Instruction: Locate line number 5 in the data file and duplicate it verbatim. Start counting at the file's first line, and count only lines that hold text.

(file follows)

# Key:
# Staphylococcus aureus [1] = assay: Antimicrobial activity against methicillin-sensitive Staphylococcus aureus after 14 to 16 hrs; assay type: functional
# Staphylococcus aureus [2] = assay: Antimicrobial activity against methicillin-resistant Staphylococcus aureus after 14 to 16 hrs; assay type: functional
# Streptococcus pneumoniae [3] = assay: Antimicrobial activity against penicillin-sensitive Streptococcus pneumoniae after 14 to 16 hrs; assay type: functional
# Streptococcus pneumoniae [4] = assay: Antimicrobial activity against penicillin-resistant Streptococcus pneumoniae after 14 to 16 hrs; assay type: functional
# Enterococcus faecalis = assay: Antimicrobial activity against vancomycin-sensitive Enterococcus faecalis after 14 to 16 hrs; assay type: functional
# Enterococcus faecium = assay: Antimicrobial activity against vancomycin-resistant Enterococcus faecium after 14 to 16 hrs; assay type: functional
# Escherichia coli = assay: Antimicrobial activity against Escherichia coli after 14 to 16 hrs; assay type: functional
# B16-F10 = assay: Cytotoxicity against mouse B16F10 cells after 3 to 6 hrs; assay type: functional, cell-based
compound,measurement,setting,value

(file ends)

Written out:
# Streptococcus pneumoniae [4] = assay: Antimicrobial activity against penicillin-resistant Streptococcus pneumoniae after 14 to 16 hrs; assay type: functional